Actually, Sen. Warren, the whole point of running for president is to win
Questioning why anyone would run for president just to talk about what they can’t do reveals the central dilemma for Democrats
It was arguably the line of the night.
And in case you happened to miss it, Sen. Elizabeth Warren wanted to make sure she emphasized its significance, so she tweeted it after.
“I genuinely do not understand why anyone would go to all the trouble of running for president just to get up on this stage and talk about what’s not possible.” Warren delivered the line, to huge applause, well into the first night of the Democratic debates on CNN, after taking some pretty serious incoming from a number of her more moderate opponents.
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Montana Gov. Steve Bullock, making his first debate appearance and boasting of his red-state electability, referred to some of Warren and Bernie Sanders’ progressive proposals as “wish-list economics.”
Former Colorado Gov. John Hickenlooper argued that the guarantee of a government job in the progressive-backed Green New Deal “is a disaster at the ballot box,” warning, “You might as well FedEx the election to Donald Trump.”
Former Maryland Rep. John Delaney pounded the progressives for “fairy-tale” ideas like Medicare for All, saying, “We don’t have to go around and be the party of subtraction, and telling half the country who has private health insurance that their health insurance is illegal.”
Likewise, Ohio Rep. Tim Ryan scolded Warren and Sanders for “taking private health insurance away from union members in the industrial Midwest,” decriminalizing the border, giving health insurance to undocumented workers and ignoring “working-class issues,” those most important to “the people that take a shower after work who haven’t had a raise in 30 years.”
In other words, the moderates fought back on Tuesday night. But, as she’s wont to do, Warren had a plan for that, which was, essentially, to call them all scaredy-cats.
Early on, she called out her Democratic opponents who have refused to follow her and Sanders on their far-left crusade. “We’re not going to solve the urgent problems that we face with small ideas and spinelessness,” she reprimanded. She chided them for lacking the political will to fight for big ideas, to think as boldly as she was, and for worrying about little things like electability.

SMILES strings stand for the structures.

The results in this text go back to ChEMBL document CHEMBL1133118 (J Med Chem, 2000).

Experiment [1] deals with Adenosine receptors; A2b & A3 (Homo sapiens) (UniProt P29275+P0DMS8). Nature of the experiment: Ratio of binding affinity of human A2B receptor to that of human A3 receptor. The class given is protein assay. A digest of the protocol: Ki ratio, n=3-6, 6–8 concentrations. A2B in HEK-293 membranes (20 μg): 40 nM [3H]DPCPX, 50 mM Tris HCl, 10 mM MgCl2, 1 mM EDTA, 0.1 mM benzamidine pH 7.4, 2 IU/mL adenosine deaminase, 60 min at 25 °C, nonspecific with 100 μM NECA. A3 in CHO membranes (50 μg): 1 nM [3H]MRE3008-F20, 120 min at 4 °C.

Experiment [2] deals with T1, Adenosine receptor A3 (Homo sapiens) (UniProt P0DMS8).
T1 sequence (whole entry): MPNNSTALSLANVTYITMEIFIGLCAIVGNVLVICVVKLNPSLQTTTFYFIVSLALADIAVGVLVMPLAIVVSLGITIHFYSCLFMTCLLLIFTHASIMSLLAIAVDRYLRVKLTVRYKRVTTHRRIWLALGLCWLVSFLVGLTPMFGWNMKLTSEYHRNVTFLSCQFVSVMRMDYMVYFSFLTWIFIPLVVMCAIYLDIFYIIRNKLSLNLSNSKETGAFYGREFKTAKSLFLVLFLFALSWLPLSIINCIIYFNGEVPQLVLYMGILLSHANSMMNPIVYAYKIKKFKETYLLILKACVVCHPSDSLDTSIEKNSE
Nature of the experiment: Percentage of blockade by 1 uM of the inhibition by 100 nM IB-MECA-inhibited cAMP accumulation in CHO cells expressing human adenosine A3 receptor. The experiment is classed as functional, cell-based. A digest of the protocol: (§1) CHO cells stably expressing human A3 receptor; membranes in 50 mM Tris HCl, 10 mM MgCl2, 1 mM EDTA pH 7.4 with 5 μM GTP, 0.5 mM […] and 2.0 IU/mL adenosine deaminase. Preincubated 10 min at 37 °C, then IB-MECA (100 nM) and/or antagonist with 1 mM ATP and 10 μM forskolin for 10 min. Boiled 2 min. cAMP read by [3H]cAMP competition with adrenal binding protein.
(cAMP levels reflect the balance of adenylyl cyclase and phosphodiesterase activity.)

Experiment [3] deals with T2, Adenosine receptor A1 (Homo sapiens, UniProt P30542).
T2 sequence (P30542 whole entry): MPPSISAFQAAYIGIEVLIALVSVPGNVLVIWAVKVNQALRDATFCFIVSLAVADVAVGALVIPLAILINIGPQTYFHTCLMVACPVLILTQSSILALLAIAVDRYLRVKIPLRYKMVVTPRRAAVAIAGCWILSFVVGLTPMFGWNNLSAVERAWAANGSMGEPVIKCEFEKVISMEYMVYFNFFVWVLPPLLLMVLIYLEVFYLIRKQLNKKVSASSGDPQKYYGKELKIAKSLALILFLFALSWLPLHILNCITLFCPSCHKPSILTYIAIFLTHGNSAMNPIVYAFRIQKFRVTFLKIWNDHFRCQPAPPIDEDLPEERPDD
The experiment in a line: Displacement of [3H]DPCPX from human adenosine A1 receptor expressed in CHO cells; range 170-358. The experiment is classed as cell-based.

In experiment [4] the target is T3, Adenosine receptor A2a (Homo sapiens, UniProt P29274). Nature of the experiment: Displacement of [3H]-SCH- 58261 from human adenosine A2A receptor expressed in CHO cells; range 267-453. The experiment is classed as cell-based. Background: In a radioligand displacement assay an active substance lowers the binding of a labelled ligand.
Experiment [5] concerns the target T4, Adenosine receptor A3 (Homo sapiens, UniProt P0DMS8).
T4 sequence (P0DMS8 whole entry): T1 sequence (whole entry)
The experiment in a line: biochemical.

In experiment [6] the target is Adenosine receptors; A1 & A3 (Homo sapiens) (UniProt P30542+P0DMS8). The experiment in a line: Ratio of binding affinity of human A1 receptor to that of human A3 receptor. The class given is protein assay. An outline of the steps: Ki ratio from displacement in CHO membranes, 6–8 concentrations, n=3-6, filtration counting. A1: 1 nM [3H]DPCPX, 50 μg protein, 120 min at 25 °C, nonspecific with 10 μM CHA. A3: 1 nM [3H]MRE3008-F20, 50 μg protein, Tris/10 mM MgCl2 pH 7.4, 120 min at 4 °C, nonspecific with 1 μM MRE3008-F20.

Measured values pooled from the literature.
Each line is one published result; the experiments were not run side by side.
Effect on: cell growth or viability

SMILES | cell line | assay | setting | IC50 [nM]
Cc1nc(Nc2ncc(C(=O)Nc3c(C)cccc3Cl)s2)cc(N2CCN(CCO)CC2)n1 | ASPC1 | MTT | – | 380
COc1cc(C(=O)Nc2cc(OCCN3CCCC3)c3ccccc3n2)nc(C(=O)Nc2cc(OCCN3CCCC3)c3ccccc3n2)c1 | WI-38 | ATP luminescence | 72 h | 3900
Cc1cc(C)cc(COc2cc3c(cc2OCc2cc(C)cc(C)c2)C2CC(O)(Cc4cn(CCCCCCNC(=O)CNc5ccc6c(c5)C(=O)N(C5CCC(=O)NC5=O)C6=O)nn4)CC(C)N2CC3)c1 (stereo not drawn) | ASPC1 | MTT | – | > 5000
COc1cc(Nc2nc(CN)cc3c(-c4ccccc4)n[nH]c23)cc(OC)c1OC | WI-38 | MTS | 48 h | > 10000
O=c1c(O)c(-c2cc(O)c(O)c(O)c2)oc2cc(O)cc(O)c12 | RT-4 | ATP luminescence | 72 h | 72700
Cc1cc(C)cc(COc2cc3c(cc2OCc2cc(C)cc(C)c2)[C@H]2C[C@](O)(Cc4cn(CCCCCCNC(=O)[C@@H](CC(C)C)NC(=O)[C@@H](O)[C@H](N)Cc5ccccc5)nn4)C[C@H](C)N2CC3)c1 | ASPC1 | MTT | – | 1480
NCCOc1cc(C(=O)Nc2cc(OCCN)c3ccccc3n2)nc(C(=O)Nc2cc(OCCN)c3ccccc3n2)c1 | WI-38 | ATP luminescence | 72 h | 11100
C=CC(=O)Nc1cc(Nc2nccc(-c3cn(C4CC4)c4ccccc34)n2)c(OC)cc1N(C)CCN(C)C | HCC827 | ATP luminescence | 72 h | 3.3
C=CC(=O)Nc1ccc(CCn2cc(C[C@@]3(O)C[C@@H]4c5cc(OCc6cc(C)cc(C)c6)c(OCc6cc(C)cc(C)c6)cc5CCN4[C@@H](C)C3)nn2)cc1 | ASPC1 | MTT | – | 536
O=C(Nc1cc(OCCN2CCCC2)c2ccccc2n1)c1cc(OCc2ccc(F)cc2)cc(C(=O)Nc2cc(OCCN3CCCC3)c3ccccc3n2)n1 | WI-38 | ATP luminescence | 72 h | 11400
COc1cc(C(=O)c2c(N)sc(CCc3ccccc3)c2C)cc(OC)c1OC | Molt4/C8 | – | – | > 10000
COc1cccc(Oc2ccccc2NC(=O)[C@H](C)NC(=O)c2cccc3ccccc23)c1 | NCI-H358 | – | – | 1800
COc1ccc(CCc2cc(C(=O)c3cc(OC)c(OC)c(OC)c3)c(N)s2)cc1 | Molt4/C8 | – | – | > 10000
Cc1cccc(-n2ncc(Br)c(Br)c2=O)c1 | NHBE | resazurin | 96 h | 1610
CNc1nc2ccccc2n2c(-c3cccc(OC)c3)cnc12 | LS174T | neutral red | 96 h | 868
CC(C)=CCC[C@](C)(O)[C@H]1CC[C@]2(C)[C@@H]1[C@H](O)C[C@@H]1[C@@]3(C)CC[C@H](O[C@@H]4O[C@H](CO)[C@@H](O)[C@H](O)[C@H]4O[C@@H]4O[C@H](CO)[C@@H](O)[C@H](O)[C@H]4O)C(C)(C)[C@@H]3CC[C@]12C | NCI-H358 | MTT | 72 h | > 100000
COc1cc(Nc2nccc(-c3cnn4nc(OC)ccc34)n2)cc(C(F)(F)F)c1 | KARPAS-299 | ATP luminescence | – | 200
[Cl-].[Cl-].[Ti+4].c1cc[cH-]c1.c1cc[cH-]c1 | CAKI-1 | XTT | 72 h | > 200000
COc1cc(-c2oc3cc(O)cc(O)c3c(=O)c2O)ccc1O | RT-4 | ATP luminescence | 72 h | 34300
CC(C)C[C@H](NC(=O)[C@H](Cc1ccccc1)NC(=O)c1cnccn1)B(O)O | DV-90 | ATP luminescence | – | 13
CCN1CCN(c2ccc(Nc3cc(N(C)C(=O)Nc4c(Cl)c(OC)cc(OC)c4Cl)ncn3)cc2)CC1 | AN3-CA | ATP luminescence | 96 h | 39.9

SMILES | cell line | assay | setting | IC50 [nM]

She may as well have said to Ryan, Delaney, Bullock and Hickenlooper, “Where’s your manhood?”
But while it may have made for good theater, the line — questioning why anyone would go to the trouble of running just to talk about what they can’t do — also highlights the central dilemma for the Democratic field.
Do they just want to run or do they want to win?
It’s worth noting, however obvious, that the point of going to all the trouble of running is still, in the end, about winning the damn thing. It’s about beating President Donald Trump and ending his reign of division, fear mongering, otherism and bigotry.
The stakes are high, and he’ll be hard to defeat.
Candidates who are asking whether certain policies are too far left, unpopular, impractical and unelectable aren’t weak or impotent; they’re strategic and realistic. (Never mind the question of whether particular policies can then get through a Congress that’s likely to be divided if they manage to win; remember, the Affordable Care Act barely squeaked through.)
Many on the left are worried that Warren and Sanders are pulling the field too far just for the sake of progressive bragging rights. Thomas Friedman in The New York Times pleaded with Democrats, writing “Please, spare me the revolution! It can wait. Win the presidency, hold the House and narrow the spread in the Senate, and a lot of good things still can be accomplished.”
Hickenlooper reminded debate watchers that many of the progressive policies Warren and Sanders are proposing were not supported by the moderate Democrats who helped flip the House in 2018.
Maybe for Warren, they just weren’t brave enough or macho enough to run on really big ideas — but at least they got the win.
My colleague Van Jones tried to frame it in less goading terms than Warren. “For progressives, electrifying ideas = electability. Why can’t we be audacious? Why can’t we fight for what we believe in?” he tweeted after the debate.
Progressives can be audacious, but it comes with consequences.
See Franklin D. Roosevelt and his losing proposal to stack the courts. See the 1994 assault weapons ban, after which Democrats promptly lost 54 House seats. See George W. Bush’s Iraq war.
All that audacity proved perilous for their parties.
President Barack Obama, for all the criticism from conservatives that he would turn America into a socialist dystopia, understood the value of incrementalism, whether on health care, immigration, gun control or myriad other issues. Many Democrats bemoan his caution, but his lack of audacity probably helped him get elected, twice.
Warren is an effective bully. Inciting and provoking her opponents to man up and stop whining about what isn’t realistic will play well to the progressive base. It may even convince some Democrats that playing it smart is just playing it safe.
But asking whether ideas are unwinnable isn’t a sign of timidity or impotence; it’s actually the whole ball game.
S.E. Cupp is the host of “S.E. Cupp Unfiltered” on CNN.